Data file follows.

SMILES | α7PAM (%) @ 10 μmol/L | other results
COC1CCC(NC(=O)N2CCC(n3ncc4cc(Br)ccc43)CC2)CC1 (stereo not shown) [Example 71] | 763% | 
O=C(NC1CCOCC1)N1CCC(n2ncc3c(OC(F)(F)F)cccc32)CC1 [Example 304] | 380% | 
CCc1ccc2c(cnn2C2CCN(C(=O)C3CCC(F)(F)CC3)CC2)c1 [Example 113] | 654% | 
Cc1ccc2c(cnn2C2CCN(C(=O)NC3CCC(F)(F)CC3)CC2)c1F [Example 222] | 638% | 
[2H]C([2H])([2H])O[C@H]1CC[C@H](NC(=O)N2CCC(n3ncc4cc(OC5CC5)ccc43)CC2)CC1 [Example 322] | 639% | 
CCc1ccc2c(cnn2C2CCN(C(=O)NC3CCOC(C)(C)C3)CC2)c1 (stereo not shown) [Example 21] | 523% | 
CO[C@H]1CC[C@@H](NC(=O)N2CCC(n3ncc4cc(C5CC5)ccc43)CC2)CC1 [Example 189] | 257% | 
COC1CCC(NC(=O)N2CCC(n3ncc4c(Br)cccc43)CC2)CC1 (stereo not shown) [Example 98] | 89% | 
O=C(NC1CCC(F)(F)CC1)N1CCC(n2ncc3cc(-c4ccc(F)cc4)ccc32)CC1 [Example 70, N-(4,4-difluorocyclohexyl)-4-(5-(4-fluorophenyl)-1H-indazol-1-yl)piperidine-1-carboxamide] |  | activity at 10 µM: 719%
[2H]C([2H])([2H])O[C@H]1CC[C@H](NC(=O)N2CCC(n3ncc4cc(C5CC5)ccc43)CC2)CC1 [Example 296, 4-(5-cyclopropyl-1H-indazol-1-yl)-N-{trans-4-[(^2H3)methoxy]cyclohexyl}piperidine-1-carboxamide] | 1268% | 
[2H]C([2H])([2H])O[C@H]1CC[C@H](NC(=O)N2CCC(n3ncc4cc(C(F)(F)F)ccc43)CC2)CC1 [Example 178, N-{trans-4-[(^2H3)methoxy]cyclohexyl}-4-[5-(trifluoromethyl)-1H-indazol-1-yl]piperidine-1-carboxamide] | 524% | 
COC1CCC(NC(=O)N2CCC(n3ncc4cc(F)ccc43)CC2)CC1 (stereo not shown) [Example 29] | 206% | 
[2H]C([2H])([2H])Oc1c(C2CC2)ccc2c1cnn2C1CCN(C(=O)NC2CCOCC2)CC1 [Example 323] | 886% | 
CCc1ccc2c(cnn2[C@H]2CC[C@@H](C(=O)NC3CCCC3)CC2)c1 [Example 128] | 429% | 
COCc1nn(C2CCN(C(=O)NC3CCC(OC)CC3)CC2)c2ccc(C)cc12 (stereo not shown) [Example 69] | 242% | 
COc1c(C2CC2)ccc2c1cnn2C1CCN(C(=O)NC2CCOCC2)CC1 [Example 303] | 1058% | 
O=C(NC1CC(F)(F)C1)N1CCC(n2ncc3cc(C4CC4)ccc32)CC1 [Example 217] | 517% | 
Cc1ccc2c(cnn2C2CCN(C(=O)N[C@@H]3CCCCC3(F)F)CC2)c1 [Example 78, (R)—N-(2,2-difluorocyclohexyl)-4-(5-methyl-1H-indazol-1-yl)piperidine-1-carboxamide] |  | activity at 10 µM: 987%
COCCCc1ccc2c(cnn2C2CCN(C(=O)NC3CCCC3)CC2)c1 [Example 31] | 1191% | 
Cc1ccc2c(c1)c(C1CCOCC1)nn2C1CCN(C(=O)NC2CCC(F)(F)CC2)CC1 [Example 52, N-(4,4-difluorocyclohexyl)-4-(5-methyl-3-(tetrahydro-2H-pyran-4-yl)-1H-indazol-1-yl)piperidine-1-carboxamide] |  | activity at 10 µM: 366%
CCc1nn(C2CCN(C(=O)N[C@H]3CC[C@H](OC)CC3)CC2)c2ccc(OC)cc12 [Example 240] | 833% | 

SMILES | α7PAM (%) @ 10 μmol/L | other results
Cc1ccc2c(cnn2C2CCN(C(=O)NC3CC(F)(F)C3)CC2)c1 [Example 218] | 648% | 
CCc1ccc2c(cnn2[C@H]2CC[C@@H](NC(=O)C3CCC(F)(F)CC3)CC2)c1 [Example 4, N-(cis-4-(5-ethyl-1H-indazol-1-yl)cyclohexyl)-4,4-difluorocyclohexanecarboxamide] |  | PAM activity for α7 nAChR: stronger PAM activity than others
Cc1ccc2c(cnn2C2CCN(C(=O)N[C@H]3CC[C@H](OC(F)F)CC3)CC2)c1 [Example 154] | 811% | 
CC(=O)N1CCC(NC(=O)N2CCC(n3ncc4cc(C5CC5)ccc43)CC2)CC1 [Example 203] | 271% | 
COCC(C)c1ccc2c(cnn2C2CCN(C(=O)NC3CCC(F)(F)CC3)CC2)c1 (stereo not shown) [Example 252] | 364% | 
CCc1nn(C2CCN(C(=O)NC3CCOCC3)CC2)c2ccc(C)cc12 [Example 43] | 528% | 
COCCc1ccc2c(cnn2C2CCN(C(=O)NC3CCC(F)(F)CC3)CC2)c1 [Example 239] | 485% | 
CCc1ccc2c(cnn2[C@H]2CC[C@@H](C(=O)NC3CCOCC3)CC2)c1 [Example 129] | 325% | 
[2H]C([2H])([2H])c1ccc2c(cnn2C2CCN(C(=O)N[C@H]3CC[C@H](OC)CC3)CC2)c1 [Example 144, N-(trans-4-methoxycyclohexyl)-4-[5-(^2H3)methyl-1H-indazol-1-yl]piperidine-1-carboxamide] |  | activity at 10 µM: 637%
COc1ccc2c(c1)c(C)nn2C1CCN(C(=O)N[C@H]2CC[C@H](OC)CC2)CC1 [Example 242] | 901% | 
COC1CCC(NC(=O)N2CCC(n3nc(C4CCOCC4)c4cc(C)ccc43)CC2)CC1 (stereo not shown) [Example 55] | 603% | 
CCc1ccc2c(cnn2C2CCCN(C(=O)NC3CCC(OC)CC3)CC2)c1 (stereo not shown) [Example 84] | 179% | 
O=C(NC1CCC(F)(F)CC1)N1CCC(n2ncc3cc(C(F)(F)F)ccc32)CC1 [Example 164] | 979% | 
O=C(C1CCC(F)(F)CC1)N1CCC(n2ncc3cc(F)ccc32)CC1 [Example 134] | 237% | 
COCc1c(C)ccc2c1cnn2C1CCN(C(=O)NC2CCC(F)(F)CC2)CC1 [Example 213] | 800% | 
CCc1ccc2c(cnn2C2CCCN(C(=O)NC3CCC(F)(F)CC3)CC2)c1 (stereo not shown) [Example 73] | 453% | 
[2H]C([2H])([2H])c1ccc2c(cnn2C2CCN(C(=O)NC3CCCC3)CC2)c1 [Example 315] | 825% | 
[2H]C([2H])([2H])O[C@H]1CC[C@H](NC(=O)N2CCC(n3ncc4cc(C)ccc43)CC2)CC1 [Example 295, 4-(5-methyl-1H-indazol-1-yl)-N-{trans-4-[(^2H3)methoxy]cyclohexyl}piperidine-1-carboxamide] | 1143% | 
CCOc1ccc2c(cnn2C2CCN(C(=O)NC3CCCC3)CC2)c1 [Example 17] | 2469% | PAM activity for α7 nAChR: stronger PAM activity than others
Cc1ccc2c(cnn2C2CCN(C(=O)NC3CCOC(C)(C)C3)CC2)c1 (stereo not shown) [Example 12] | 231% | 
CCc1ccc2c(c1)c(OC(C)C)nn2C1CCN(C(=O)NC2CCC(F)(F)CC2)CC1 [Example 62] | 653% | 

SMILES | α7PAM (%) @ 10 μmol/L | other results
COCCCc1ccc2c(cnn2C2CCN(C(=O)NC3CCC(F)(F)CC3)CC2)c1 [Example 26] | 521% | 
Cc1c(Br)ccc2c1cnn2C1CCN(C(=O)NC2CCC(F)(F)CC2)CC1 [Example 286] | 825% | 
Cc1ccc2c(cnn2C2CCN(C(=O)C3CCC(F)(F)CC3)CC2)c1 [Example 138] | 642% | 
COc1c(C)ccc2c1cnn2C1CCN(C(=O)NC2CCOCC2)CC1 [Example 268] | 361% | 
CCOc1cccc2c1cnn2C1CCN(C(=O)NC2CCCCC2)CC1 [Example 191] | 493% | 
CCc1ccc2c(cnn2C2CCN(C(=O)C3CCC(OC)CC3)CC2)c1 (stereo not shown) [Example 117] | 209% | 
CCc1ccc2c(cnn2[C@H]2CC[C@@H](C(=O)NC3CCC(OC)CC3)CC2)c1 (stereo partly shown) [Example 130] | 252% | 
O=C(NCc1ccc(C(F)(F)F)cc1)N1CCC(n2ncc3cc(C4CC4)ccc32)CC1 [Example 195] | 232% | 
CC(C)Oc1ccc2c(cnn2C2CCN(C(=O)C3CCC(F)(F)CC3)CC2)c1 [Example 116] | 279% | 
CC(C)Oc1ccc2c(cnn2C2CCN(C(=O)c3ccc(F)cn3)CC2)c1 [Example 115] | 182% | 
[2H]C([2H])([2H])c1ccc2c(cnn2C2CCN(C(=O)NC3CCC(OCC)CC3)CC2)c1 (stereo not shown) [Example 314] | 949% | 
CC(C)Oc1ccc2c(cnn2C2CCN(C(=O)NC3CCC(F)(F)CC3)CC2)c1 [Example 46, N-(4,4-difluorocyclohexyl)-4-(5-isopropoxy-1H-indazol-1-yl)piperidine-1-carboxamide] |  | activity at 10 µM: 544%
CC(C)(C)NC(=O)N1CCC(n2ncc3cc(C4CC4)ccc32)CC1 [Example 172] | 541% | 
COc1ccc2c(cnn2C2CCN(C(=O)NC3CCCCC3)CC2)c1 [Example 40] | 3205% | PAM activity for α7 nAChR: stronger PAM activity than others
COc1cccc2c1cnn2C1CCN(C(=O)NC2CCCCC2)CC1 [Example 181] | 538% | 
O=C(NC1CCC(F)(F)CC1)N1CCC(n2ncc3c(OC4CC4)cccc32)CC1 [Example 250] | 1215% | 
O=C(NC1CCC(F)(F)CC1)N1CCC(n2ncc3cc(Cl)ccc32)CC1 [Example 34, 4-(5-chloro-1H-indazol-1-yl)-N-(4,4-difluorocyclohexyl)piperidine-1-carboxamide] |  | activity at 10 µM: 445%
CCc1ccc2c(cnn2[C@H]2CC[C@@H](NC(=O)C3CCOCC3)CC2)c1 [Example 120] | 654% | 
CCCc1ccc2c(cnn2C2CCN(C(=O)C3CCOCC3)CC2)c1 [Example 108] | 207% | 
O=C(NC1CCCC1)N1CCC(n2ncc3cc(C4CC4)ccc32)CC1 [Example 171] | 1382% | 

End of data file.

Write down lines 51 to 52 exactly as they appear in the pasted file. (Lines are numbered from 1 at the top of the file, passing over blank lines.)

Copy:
CCc1ccc2c(cnn2C2CCN(C(=O)C3CCC(OC)CC3)CC2)c1 (stereo not shown) [Example 117] | 209% | 
CCc1ccc2c(cnn2[C@H]2CC[C@@H](C(=O)NC3CCC(OC)CC3)CC2)c1 (stereo partly shown) [Example 130] | 252% | 